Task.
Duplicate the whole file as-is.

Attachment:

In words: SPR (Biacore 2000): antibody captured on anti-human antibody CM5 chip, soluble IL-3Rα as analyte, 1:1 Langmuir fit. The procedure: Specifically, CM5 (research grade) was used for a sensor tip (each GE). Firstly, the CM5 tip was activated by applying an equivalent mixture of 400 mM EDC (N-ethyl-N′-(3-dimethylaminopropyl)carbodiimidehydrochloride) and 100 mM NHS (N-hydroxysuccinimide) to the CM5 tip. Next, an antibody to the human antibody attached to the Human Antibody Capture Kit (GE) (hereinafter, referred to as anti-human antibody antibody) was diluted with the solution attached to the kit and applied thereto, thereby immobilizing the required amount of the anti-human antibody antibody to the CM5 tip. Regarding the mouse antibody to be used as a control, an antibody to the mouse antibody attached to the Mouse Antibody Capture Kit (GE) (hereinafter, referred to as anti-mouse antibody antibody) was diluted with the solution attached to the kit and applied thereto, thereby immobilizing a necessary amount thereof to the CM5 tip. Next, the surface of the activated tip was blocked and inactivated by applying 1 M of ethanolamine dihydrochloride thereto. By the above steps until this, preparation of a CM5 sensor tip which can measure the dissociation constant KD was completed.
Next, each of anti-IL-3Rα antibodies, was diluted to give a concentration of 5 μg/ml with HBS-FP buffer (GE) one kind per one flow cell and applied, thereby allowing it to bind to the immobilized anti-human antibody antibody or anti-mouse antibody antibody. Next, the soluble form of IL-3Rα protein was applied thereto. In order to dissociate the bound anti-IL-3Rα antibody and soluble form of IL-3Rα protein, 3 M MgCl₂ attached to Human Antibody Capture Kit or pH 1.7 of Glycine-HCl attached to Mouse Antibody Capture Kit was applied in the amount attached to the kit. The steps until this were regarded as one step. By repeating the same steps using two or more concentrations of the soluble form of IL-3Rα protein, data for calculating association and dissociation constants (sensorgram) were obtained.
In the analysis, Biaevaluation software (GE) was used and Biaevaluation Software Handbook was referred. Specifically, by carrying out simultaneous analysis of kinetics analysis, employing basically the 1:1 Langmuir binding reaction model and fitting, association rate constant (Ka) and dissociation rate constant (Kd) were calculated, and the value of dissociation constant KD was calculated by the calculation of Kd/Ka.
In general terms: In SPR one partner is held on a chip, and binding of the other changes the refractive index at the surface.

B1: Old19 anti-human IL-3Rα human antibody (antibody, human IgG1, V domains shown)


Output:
In words: SPR (Biacore 2000): antibody captured on anti-human antibody CM5 chip, soluble IL-3Rα as analyte, 1:1 Langmuir fit. The procedure: Specifically, CM5 (research grade) was used for a sensor tip (each GE). Firstly, the CM5 tip was activated by applying an equivalent mixture of 400 mM EDC (N-ethyl-N′-(3-dimethylaminopropyl)carbodiimidehydrochloride) and 100 mM NHS (N-hydroxysuccinimide) to the CM5 tip. Next, an antibody to the human antibody attached to the Human Antibody Capture Kit (GE) (hereinafter, referred to as anti-human antibody antibody) was diluted with the solution attached to the kit and applied thereto, thereby immobilizing the required amount of the anti-human antibody antibody to the CM5 tip. Regarding the mouse antibody to be used as a control, an antibody to the mouse antibody attached to the Mouse Antibody Capture Kit (GE) (hereinafter, referred to as anti-mouse antibody antibody) was diluted with the solution attached to the kit and applied thereto, thereby immobilizing a necessary amount thereof to the CM5 tip. Next, the surface of the activated tip was blocked and inactivated by applying 1 M of ethanolamine dihydrochloride thereto. By the above steps until this, preparation of a CM5 sensor tip which can measure the dissociation constant KD was completed.
Next, each of anti-IL-3Rα antibodies, was diluted to give a concentration of 5 μg/ml with HBS-FP buffer (GE) one kind per one flow cell and applied, thereby allowing it to bind to the immobilized anti-human antibody antibody or anti-mouse antibody antibody. Next, the soluble form of IL-3Rα protein was applied thereto. In order to dissociate the bound anti-IL-3Rα antibody and soluble form of IL-3Rα protein, 3 M MgCl₂ attached to Human Antibody Capture Kit or pH 1.7 of Glycine-HCl attached to Mouse Antibody Capture Kit was applied in the amount attached to the kit. The steps until this were regarded as one step. By repeating the same steps using two or more concentrations of the soluble form of IL-3Rα protein, data for calculating association and dissociation constants (sensorgram) were obtained.
In the analysis, Biaevaluation software (GE) was used and Biaevaluation Software Handbook was referred. Specifically, by carrying out simultaneous analysis of kinetics analysis, employing basically the 1:1 Langmuir binding reaction model and fitting, association rate constant (Ka) and dissociation rate constant (Kd) were calculated, and the value of dissociation constant KD was calculated by the calculation of Kd/Ka.
In general terms: In SPR one partner is held on a chip, and binding of the other changes the refractive index at the surface.

B1: Old19 anti-human IL-3Rα human antibody (antibody, human IgG1, V domains shown)